This translation was to be a team effort. The team was composed of three Protestant and three Catholic translators. Ferreira translated seven books of the Old Testament 24 and revised the translation of seven other books from 1973 to 1993.25 When the entire Old Testament text had been finished and was to be reviewed, he was invited with another translator to read it completely for corrections.

His collaboration with the Portuguese Bible Society continued on other projects from 1999 to 2009, mainly as a reviser. Recently, Ferreira participated in a special Bible project sponsored by the Portuguese Bible Society that focused on putting the book of Psalms to music for young people; the British Bible Society participated as well.26

Lessons

These instances of cooperation demonstrate the interest of European Adventists in the Bible. Adventist contributions were possible because of the high quality of training of ministers and scholars in biblical languages. Moreover, the general atmosphere of brotherhood in Christian universities and churches in Europe facilitated the inclusion of Adventist scholars among the scientific teams of the Bible societies.

Sources

Alliance Biblique Française, Dossier de presse LFS (PDF format), Paris, April 2010.

Tjeransen, Tor. “Adventists and Cooperation with Other Denominations in the Bible Societies.” In Faith in Search of Depth and Relevancy: Festschrift in Honour of Dr. Bertil Wiklander, ed. Reinder Bruinsma. N.p.: Trans-European Division of Seventh-day Adventists, 2014.

Notes

  1. On March 31, 2018, I heard a colleague from Romania saying that some Adventists worked with Orthodox scholars on Bible translation in Romania. After the presentation of this paper in Friedensau on April 24, 2018, a colleague from Iceland mentioned that there was also Adventist involvement with the Iceland Bible Society. For an account from Norway, see Tor Tjeransen, “Adventists and Cooperation with Other Denominations in the Bible Societies,” in Faith in Search of Depth and Relevancy: Festschrift in Honour of Dr. Bertil Wiklander, ed. Reinder Bruinsma (N.p.: Trans-European Division of Seventh-day Adventists, 2014), 497–506.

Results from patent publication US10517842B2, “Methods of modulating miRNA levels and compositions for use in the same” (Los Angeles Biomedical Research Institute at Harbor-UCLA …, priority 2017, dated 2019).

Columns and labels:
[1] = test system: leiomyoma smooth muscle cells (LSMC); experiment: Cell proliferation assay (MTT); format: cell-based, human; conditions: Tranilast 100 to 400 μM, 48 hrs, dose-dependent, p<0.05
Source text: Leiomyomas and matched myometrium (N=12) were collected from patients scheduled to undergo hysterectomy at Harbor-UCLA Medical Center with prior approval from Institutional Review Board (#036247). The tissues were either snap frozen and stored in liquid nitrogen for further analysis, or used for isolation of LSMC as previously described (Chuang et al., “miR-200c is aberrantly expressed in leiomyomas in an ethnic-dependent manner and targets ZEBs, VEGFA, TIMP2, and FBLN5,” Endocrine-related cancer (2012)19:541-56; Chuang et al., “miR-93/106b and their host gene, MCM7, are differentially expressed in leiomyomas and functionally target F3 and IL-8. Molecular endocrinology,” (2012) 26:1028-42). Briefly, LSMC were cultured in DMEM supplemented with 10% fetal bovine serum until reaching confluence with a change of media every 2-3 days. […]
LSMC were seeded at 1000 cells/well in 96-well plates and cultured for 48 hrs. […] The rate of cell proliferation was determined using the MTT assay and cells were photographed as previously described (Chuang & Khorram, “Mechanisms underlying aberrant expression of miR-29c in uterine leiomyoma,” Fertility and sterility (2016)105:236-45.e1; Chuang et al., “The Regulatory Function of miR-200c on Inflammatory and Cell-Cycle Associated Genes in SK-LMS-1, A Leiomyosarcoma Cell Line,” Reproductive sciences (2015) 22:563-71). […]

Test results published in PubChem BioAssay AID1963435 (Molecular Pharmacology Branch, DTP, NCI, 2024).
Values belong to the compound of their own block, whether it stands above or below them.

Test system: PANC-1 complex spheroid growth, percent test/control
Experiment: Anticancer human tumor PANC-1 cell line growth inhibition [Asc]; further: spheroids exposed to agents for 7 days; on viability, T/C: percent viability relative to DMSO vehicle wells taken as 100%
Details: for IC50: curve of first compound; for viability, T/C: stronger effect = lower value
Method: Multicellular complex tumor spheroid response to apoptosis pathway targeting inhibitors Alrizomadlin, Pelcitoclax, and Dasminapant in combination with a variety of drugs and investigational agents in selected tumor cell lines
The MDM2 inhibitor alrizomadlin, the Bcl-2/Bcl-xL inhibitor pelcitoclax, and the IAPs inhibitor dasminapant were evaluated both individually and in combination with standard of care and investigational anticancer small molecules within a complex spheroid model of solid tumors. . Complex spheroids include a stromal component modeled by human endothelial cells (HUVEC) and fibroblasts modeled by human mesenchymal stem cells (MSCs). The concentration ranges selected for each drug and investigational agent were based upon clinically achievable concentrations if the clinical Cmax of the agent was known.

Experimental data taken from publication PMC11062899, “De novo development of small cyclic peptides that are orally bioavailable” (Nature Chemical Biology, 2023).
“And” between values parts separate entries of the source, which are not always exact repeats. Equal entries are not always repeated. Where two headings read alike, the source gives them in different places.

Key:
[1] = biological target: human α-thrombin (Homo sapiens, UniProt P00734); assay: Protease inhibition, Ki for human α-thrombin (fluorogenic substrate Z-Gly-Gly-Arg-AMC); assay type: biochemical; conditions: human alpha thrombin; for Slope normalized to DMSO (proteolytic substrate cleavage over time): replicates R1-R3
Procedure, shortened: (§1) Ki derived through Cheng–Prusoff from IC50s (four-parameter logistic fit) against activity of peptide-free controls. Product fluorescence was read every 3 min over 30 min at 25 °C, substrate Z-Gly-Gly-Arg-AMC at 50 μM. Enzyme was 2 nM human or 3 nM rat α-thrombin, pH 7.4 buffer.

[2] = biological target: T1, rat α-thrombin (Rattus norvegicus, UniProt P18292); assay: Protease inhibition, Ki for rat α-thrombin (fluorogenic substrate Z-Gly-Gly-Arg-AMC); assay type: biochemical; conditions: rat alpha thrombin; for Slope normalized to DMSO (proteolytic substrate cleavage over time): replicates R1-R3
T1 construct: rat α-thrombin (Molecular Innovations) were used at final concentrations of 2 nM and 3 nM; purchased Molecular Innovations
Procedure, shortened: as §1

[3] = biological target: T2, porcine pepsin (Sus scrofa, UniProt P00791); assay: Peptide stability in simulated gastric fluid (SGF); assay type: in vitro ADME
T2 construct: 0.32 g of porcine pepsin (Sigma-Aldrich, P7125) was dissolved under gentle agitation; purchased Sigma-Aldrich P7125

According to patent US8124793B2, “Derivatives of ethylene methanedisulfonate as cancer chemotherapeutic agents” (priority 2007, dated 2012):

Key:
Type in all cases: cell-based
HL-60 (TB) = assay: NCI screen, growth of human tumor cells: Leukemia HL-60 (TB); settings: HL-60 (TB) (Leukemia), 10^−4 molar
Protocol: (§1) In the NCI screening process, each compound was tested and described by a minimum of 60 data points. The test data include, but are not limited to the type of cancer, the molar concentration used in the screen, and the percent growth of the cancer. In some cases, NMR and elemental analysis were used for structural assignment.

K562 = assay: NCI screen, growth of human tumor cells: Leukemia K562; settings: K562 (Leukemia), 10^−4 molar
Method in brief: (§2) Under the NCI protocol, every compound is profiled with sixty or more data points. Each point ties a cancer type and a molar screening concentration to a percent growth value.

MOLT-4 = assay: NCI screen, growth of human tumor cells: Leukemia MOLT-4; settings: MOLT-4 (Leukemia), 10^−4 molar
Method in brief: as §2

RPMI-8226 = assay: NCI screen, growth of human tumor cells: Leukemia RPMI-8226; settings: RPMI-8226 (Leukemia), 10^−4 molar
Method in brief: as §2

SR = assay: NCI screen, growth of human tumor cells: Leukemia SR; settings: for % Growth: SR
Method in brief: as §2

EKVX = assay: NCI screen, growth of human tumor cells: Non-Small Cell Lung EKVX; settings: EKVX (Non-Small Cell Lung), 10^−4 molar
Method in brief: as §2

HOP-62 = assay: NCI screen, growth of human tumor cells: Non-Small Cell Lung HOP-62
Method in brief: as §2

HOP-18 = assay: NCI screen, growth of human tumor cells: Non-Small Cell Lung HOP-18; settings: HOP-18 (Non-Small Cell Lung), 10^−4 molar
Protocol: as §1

2. Personal memories of B. Sauvagnat, son of E. Sauvagnat (died in 1985).

  3. M. Verfaillie, telephone conversation with B. Sauvagnat, March 12, 2018.

  4. This revision of the Louis Segond Bible 1910 was published in 1978 by the Société Biblique Française with a dove as logo. This is why it is usually called “à la colombe” in French (colombe in French means “dove”).

  5. Jean-Claude Verrecchia, e-mail message to author, February 27, 2018.

  6. Richard Lehmann, e-mail message to author, September 26, 2017.

  7. Roland Meyer, unpublished text sent attached to an e-mail message to author, February 27, 2018.

  8. C. Egasse, e-mail message to author, February 27, 2018.

  9. C. Egasse, e-mail message to author, March 8, 2018.

  10. Verrecchia, e-mail message to author, March 6, 2018.

  11. Verrecchia, e-mail message to author, February 27, 2018.

  12. P. Rodet, e-mail message to author, March 6, 2018.

  13. Ph. Anquetil, e-mail message to author, March 6, 3018.

  14. P. Franco, e-mail message to author, March 6, 2018.

  15. Verrecchia, e-mail message to author, February 27, 2018.

  16. V. Lefebvre, e-mail message to author, March 13, 2018.

  17. Alliance Biblique Française, Dossier de presse LFS (PDF format), Paris, April 2010.

  18. Lehmann, e-mail message to author, September 26, 2017.

  19. Meyer, e-mail message to author, February 27, 2018.

  20. Verrecchia, e-mail message to author, February 27, 2018.

  21. R. Van Moere, e-mail message to author, March 19, 2018.

  22. R. Van Moere is still a member of the board of the FlBBS and NLBS and member of the consultative committee of the FlBBS. Jacques Rase, as vice-president, is now working on the strategic plan of the FrBBS for 2020. Tom de Bruin, a Dutch Seventh-day Adventist minister is also a member of the constituency of the NLBS. Johan Delameillieure, a Belgian Seventh-day Adventist minister, is a member of the consultative committee of the FlBBS. See J. Rase, e-mail message to author, March 1, 2018.

  23. R. Mayer, unpublished text attached in e-mail message to author, March 1, 2018.

  24. T. Ferreira, e-mail message to author, March 13, 2018.

  25. Ferreira, e-mail message to author, March 6, 2018.

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Sauvagnat, Bernard. "Adventist Involvement with European Bible Societies." Encyclopedia of Seventh-day Adventists. April 28, 2021. Accessed September 21, 2021. https://encyclopedia.adventist.org/article?id=DI8D.

Sauvagnat, Bernard. "Adventist Involvement with European Bible Societies." Encyclopedia of Seventh-day Adventists. April 28, 2021. Date of access September 21, 2021, https://encyclopedia.adventist.org/article?id=DI8D.

Sauvagnat, Bernard (2021, April 28). Adventist Involvement with European Bible Societies. Encyclopedia of Seventh-day Adventists. Retrieved September 21, 2021, https://encyclopedia.adventist.org/article?id=DI8D.